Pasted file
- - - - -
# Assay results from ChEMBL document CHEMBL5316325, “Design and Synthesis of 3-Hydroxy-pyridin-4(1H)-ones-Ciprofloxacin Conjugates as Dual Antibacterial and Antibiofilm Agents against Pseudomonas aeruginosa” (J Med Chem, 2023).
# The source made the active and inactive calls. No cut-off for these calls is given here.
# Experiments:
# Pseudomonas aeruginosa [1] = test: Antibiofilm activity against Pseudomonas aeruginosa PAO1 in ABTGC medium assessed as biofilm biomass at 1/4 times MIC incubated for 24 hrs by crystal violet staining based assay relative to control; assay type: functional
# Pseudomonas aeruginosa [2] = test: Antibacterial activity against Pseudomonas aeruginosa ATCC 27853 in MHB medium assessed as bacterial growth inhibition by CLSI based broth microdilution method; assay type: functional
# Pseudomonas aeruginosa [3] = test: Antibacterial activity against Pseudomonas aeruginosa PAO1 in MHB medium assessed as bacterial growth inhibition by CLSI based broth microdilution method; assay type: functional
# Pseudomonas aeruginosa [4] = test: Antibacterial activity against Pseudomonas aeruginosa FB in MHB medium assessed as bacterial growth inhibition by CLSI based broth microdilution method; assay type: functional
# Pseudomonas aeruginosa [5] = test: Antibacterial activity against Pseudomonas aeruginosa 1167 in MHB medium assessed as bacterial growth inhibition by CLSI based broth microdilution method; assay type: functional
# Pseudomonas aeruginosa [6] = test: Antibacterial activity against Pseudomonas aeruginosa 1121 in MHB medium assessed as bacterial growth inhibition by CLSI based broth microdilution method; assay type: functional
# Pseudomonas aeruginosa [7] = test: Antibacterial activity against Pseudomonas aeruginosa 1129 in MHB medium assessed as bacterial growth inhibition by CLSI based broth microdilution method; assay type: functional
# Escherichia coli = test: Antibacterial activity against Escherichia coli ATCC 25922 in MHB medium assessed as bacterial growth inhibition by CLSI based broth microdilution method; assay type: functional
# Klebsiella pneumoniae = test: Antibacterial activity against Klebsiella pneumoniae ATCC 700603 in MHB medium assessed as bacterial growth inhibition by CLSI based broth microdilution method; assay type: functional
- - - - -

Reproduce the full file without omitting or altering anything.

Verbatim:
# Assay results from ChEMBL document CHEMBL5316325, “Design and Synthesis of 3-Hydroxy-pyridin-4(1H)-ones-Ciprofloxacin Conjugates as Dual Antibacterial and Antibiofilm Agents against Pseudomonas aeruginosa” (J Med Chem, 2023).
# The source made the active and inactive calls. No cut-off for these calls is given here.
# Experiments:
# Pseudomonas aeruginosa [1] = test: Antibiofilm activity against Pseudomonas aeruginosa PAO1 in ABTGC medium assessed as biofilm biomass at 1/4 times MIC incubated for 24 hrs by crystal violet staining based assay relative to control; assay type: functional
# Pseudomonas aeruginosa [2] = test: Antibacterial activity against Pseudomonas aeruginosa ATCC 27853 in MHB medium assessed as bacterial growth inhibition by CLSI based broth microdilution method; assay type: functional
# Pseudomonas aeruginosa [3] = test: Antibacterial activity against Pseudomonas aeruginosa PAO1 in MHB medium assessed as bacterial growth inhibition by CLSI based broth microdilution method; assay type: functional
# Pseudomonas aeruginosa [4] = test: Antibacterial activity against Pseudomonas aeruginosa FB in MHB medium assessed as bacterial growth inhibition by CLSI based broth microdilution method; assay type: functional
# Pseudomonas aeruginosa [5] = test: Antibacterial activity against Pseudomonas aeruginosa 1167 in MHB medium assessed as bacterial growth inhibition by CLSI based broth microdilution method; assay type: functional
# Pseudomonas aeruginosa [6] = test: Antibacterial activity against Pseudomonas aeruginosa 1121 in MHB medium assessed as bacterial growth inhibition by CLSI based broth microdilution method; assay type: functional
# Pseudomonas aeruginosa [7] = test: Antibacterial activity against Pseudomonas aeruginosa 1129 in MHB medium assessed as bacterial growth inhibition by CLSI based broth microdilution method; assay type: functional
# Escherichia coli = test: Antibacterial activity against Escherichia coli ATCC 25922 in MHB medium assessed as bacterial growth inhibition by CLSI based broth microdilution method; assay type: functional
# Klebsiella pneumoniae = test: Antibacterial activity against Klebsiella pneumoniae ATCC 700603 in MHB medium assessed as bacterial growth inhibition by CLSI based broth microdilution method; assay type: functional